NEWS directly from camp for the period 27/4 - 6/5 2015 – University of Copenhagen

06 May 2015

NEWS directly from camp for the period 27/4 - 6/5 2015


The Hercules airplane carrying the initial team and cargo shortly after landing in Mestersvig

Just after noon, the initial team of eigth left Kangerlussuaq by ski-equipped Hercules airplane. We were received by the two servicemen at the Danish Defence’s guard at Mestersvig on the East Greenland coast, and the plane returned to Kangerlussuaq.

Many thanks to the 109th for again providing crucial airlift support to our projects.

We were installed at the base and spent most of the rest of the day unpacking our cargo and sorting it according to priorities.

All food was brought to the canteen building, including the food going to the field, as polar bears roam in the area. For the same reason, we all carry radios whenever we are outside, even when walking the 15 meters from the barracks to the kitchen.


The Mestersvig base buildings. The staff lives in tower and we were accommodated in the barracks to the left. There are splendid views to mountains in all directions.

Due to unstable weather in West Greenland, we could not receive the next flights with cargo from Kangerlussuaq, so we focused on finalizing and optimizing the cargo for the first mission to the Renland ice cap, the so-called “radar camp”, aiming at locating the optimal drilling location.

We also shovelled a fair bit of snow to access base facilities, as we are visiting the base relatively early in the season and want to cause as little extra work for the base staff as possible.

The Twin Otter aircraft that will be used for the put-in stopped over in Mestersvig for refuelling, and we had a chance to plan and coordinate Wednesday’s mission with the pilots.

Finally, we had time to fully appreciate the splendid views over the surrounding mountains, Stauning’s Alps, and interact with the four sled dogs King, Balder, Gorm, and Robin (but not Muglug) that live on the base. We had a cosy evening exchanging stories with the Mestersvig base staff after another great meal cooked by our camp cook Sarah.

As on Monday, weather was fantastic, with clear skies, no wind, and day temperatures from -17 to -9°C.


The view through the window from the second Twin Otter airplane. It was a great welcome to see the main tent decorated with flags from the project partner nations.

In the morning, during the formal inspection of our safety, communications, and camp equipment, we found our cargo slightly rearranged. A closer look revealed that some plastic wrapping had been torn to pieces and a few items had been pushed around … and that a large bit of the seat of our skidoo was missing! Apparently, a polar bear had inspected our equipment during the night and decided that the tastiest bit was the leather seat. We hereby apologize to our mechanic who at earlier occasions has expressed frustration that scientists are not taking good care of their vehicles, but feel that we are not really to blame this time.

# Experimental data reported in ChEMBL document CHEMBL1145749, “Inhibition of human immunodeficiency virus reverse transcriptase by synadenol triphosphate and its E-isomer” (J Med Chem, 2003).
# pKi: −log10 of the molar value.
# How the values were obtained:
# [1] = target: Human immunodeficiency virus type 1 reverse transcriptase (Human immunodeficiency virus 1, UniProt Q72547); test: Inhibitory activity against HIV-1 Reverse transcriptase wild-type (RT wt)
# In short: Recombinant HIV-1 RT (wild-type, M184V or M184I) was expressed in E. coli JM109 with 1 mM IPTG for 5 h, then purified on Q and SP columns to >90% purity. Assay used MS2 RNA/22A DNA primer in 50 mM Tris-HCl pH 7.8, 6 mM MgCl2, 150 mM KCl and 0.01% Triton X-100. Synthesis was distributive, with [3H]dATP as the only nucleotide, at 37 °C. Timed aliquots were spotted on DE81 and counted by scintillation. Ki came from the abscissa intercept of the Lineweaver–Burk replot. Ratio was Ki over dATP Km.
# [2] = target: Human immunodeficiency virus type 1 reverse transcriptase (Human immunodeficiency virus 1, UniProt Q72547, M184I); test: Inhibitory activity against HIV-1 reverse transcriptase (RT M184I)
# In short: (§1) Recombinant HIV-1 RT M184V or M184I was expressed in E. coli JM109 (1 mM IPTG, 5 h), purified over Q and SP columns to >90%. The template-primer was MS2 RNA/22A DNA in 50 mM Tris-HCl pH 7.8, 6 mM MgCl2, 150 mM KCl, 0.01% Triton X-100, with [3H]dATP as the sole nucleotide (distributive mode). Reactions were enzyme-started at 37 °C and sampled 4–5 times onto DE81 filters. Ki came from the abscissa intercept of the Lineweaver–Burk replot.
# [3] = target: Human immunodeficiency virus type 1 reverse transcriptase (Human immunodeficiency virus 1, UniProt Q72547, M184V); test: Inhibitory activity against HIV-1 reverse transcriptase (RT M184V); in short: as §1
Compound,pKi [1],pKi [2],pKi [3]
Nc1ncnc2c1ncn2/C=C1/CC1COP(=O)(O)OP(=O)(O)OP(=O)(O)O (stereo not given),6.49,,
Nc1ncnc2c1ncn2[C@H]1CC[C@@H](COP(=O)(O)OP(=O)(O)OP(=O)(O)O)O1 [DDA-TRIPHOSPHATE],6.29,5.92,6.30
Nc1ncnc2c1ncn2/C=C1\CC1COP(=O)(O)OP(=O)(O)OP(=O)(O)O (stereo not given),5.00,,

We also found bear tracks around the kitchen building. We all got a little exited but were assured by the base staff that meeting polar bears on the Renland ice cap is very unlikely (but we do carry riffles anyway).

The Twin Otter arrived, and we loaded it with all the food, tents, safety equipment, communications equipment, and the first two radar team members: Trevor DB Popp and Christian “Cyber-Jesus” Panton. The plane took off from Mestersvig 12:37 and landed about 35 minutes later on the pristine Renland ice cap.

The flight was amazingly beautiful: Extremely steep and pointy mountains dominate the area around Renland, and the valleys are filled with outlet glaciers and ice streams in all shapes.

Just one hour after leaving Mestersvig, the plane was airborne again from Renland, and upon its return, it was loaded with a skidoo, a large Nansen sled, the radar equipment, and the last two members of the put-in crew: Iben RF Koldtoft and Sune “sourdough” Olander Rasmussen.

We would like to express our sincere thanks to the Mestersvig base crew for their help and advice and for making the transition to the East Coast so comfortable.
When the second plane arrived at 16:17, the main tent was up and basic facilities had been established.

The camp sits in a saddle between two domes, and the tall and incredibly steep mountains around us are therefore only barely visible from the camp.

The surface is smooth and firm, and the Twin Otter was able to land and take off without any problems, leaving only about 10 cm deep tracks. The payloads (including personnel) were approx. 850 and 1000 kg, respectively. It is a privilege to work with the Norlandair Twin Otter pilots: It is clear that they have a lot of experience working under field conditions, and we depend on their services.